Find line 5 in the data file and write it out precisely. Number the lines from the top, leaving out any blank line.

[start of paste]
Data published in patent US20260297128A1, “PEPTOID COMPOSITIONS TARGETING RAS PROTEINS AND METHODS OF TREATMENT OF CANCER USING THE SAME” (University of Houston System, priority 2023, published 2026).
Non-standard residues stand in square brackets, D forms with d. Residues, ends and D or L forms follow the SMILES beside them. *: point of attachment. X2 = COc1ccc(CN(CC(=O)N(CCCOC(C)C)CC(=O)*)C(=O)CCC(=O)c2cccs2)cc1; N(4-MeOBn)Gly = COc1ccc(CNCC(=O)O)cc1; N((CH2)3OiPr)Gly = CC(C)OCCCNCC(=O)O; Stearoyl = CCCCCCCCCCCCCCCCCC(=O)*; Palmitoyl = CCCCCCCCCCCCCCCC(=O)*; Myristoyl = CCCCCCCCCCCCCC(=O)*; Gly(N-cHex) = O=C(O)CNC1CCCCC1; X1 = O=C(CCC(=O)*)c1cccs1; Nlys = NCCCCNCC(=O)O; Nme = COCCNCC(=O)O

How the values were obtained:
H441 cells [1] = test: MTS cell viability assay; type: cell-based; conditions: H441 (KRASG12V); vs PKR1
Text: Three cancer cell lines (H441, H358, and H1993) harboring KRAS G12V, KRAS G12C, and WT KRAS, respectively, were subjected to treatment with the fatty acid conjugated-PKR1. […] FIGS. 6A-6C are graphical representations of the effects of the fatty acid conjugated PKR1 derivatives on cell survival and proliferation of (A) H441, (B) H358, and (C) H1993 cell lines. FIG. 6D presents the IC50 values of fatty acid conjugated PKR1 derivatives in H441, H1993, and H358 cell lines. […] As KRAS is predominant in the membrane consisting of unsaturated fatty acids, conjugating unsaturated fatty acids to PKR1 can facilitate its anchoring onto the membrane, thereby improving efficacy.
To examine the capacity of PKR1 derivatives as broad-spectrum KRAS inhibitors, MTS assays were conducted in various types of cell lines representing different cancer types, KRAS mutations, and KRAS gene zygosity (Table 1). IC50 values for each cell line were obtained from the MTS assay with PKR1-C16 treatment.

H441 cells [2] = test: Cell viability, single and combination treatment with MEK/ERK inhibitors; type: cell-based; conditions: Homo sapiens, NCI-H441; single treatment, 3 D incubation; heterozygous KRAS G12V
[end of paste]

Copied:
Text: Three cancer cell lines (H441, H358, and H1993) harboring KRAS G12V, KRAS G12C, and WT KRAS, respectively, were subjected to treatment with the fatty acid conjugated-PKR1. […] FIGS. 6A-6C are graphical representations of the effects of the fatty acid conjugated PKR1 derivatives on cell survival and proliferation of (A) H441, (B) H358, and (C) H1993 cell lines. FIG. 6D presents the IC50 values of fatty acid conjugated PKR1 derivatives in H441, H1993, and H358 cell lines. […] As KRAS is predominant in the membrane consisting of unsaturated fatty acids, conjugating unsaturated fatty acids to PKR1 can facilitate its anchoring onto the membrane, thereby improving efficacy.